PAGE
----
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TO

GOODWIN KEATS, Esq.

REAR-ADMIRAL OF THE BLUE SQUADRON,

THIS NINETEENTH VOLUME OF THE

Naval Chronicle

IS RESPECTFULLY DEDICATED

BY THE PROPRIETOR AND EDITORS.

PLATES IN VOLUME XIX,

From Original Designs.

Page

PLATE

FRONTISPIECE.. Vonument of Captain RICHARD Rrudne Bur

GESS, late of his majesty's slip the Ardent. Engraved by

HALL.
VIGSEITE, Portrait of the Mars, of 74 guns, commanded by

the late Captain G. Duff, in the battle of Trafalgar, where
he lost his life; engraved on wood by C. NESDIT, from a
Drawing by Pocock

1 CCXLVIII. Portrait of Captain Joseph Ellison. Engraved by

Couk, from a Miniature in the possession of Mrs. Ellison ib. CCXLIX. View of LA GUAYRA, on the Spanish Main. Engraved by Rickards, from a Drawing by G.T.

49 CCL. Portrait of Sir Charles Handy, kint. Adiniral of the White

Squadron. Engraved by II. R. Cook, from a Painting by
ROMNEY, R.A.

89 CCLI. View of Lisbon Rock. Drawu and engraved by BENNET.. 138 CCLII. Portrait of Captain Edward BULLER. Engraved by II. R. Cook, from a Painting by M. KEELING..

177 CCLIII, View of Captain Ellison's Action, off Guernsey, with an

Enemy's Squadron, Engraved by RICKARDS, from a Draw.
ing by J. T. Lee, Esq.

... 217 CCLIV. Portrait of the late Joux Mackride, Esq. Admiral of the

Blue Squadron. Lygraved by Cook, from a Painting by
SMART...

263 CCLV. View of the Islands of Redonda and Nevis, in the West

Indies. Engraved by Hall, from a Drawing by G. T..... 308 CCLVI. Portrait of John lloLLOWAY, Esq. Vice-admiral of the Red Squadron, &c. Drawn and engraved by Cook

$58 CCLVII. View near BERGEN, on the coast of Norway. Engraved by Hall, from a Drawing by G.T....,

405 CCLVIII. Portrait of Captain CHARLES LYDIAND. Engraved by Coox, from a Paiting by LIVESAY

441 CCLIX. View of the harbour of Rro DE JANEIRO, Engraved by BENVLi, from a Drawing by Pococa

481 CCLY, FRONTISPIICE :o this l'olume.

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THE Nineteenth Volume of the Naval CHRONICLE CONtains various interesting documents relative to the present eventful crisis; and, by its biographical memoirs, has rendered the ser vices of some of our naval officers more generally known,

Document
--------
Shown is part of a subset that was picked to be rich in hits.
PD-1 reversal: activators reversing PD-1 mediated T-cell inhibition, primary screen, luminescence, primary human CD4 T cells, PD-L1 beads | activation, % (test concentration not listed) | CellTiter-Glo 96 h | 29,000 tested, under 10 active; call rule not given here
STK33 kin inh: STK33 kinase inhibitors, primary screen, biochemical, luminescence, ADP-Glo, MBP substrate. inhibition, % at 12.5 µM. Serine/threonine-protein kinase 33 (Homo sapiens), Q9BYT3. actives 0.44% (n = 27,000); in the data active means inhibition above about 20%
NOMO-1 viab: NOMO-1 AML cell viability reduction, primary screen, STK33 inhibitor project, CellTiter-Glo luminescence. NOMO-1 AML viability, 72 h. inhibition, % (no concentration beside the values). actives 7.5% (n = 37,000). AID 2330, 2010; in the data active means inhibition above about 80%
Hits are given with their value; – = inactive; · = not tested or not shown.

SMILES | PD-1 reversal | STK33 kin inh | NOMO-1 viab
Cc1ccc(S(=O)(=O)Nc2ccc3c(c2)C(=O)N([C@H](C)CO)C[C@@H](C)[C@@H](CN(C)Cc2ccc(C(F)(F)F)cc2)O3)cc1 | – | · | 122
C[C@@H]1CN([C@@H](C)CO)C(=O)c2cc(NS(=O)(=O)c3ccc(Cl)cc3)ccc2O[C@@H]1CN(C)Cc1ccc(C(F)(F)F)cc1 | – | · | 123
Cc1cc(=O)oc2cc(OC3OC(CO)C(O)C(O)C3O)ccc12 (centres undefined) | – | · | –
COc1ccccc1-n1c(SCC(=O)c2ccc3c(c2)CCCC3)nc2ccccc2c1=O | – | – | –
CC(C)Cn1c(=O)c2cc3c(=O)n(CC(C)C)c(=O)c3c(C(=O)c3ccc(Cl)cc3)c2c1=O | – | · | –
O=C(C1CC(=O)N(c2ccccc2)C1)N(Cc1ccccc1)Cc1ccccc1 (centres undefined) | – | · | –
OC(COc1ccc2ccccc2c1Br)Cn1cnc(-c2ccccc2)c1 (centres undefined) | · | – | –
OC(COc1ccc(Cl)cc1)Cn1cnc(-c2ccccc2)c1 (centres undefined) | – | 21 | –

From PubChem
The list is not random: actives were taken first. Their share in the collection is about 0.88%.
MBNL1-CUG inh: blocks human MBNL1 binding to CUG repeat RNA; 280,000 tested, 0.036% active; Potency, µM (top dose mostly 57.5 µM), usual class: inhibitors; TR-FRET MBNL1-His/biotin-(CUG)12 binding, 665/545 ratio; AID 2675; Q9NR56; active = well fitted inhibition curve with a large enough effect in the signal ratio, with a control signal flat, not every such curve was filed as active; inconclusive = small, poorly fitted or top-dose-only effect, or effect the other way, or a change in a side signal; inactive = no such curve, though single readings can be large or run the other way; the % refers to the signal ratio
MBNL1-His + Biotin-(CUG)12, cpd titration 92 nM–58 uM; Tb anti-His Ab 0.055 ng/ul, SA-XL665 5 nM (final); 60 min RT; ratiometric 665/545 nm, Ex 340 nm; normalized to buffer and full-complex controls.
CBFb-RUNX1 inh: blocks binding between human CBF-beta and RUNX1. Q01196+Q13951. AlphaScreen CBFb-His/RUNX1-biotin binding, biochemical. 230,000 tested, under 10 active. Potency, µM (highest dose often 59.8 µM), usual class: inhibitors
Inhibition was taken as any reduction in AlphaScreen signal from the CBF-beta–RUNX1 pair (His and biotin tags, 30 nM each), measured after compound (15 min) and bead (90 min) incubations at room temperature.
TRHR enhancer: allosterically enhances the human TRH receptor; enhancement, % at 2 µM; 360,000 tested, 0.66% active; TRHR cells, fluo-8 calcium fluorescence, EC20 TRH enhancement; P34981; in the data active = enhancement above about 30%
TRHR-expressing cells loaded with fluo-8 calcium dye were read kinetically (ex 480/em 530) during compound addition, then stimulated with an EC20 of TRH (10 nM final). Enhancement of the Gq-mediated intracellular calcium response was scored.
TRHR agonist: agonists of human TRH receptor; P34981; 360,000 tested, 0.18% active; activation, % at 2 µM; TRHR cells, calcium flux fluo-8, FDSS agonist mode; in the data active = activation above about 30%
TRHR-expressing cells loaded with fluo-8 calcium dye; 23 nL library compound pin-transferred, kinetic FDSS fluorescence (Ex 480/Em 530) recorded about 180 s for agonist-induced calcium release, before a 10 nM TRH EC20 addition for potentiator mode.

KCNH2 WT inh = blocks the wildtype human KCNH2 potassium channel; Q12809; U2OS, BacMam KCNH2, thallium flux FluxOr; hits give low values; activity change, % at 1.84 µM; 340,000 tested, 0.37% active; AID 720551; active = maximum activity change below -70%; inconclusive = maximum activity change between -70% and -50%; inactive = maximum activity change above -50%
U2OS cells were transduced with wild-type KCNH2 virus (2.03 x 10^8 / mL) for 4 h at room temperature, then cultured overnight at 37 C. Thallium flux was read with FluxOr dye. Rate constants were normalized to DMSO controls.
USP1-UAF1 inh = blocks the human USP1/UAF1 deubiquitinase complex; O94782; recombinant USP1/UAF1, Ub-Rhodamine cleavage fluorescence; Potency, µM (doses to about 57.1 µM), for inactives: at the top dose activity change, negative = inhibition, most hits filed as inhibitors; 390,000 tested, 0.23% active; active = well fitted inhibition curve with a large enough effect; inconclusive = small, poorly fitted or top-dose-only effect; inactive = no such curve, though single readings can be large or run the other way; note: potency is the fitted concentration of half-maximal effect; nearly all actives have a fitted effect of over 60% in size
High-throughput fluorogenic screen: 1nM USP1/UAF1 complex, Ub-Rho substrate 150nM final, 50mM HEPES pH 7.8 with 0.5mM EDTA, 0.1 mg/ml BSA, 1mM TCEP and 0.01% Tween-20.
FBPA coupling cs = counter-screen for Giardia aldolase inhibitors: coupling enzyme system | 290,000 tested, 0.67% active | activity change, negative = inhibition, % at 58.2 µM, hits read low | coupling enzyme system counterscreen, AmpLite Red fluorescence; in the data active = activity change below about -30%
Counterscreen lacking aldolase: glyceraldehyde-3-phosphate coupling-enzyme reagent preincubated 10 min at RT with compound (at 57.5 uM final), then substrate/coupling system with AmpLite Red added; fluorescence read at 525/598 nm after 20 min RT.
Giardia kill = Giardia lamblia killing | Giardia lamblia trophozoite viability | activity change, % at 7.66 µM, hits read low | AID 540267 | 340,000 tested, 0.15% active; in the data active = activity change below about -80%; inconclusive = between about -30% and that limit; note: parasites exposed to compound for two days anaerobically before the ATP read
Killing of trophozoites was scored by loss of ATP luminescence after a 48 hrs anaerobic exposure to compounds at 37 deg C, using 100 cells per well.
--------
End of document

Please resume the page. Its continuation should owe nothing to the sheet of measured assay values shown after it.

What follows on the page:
If it should be objected, that we do not always select the most renowned and distinguished of our naval heroes, it may be replied, that such officers do not so much require the adventitious assistance of the biographer, as men of equal merit though nog of equal celebrity. At the present awful crisis of civilized Eur rope, amidst the general wreck and degradation of the continent, whilst the storm is still raging, and the gloom of military tyranny is deepening on all sides, it is devoutly to be wished, that our endless factions and parties would think only of employing men of the most high and established professional merit. There is a dreadful stagnation in the service, a dead calm, hitherto unprecedented in the long and desperate contest in which we have been engaged. The country, and its natural bulwark, the BRITISH NAVY, wants men who will dare to act and think, without that eternal wavering, and looking to others for an opinion, which paralyses all national exertions. A greater portion of talent ought to be afloat; and we know that we deliver the general sentiments of our countrymen when we express a wish, that the venerable Lord Barham were again stationed at the helm, and the experience and determined spirit of Earl St. Vincent again seen and felt on his old station off Cadiz. Beloved as that ve:teran admiral is by the Spaniards, and intimately connected as he has long been with their Admiral, Mazaredo, he would long ere this have placed the French and Spanish fleets out of the reach of Corsican perfidy and usurpation. The moment, we fear, has been lost, and the subjugation of Spain, notwithstanding its rising patriotism, will probably be the consequence.